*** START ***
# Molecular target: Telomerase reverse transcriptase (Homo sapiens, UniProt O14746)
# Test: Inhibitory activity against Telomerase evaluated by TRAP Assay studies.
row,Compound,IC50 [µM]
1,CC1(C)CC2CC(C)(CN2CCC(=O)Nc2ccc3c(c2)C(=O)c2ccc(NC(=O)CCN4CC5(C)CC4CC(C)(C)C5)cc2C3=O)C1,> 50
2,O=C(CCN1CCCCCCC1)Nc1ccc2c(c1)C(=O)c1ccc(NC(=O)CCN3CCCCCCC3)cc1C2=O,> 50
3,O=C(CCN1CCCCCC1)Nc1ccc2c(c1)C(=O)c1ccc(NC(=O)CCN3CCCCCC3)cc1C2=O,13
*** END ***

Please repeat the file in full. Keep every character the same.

# Molecular target: Telomerase reverse transcriptase (Homo sapiens, UniProt O14746)
# Test: Inhibitory activity against Telomerase evaluated by TRAP Assay studies.
row,Compound,IC50 [µM]
1,CC1(C)CC2CC(C)(CN2CCC(=O)Nc2ccc3c(c2)C(=O)c2ccc(NC(=O)CCN4CC5(C)CC4CC(C)(C)C5)cc2C3=O)C1,> 50
2,O=C(CCN1CCCCCCC1)Nc1ccc2c(c1)C(=O)c1ccc(NC(=O)CCN3CCCCCCC3)cc1C2=O,> 50
3,O=C(CCN1CCCCCC1)Nc1ccc2c(c1)C(=O)c1ccc(NC(=O)CCN3CCCCCC3)cc1C2=O,13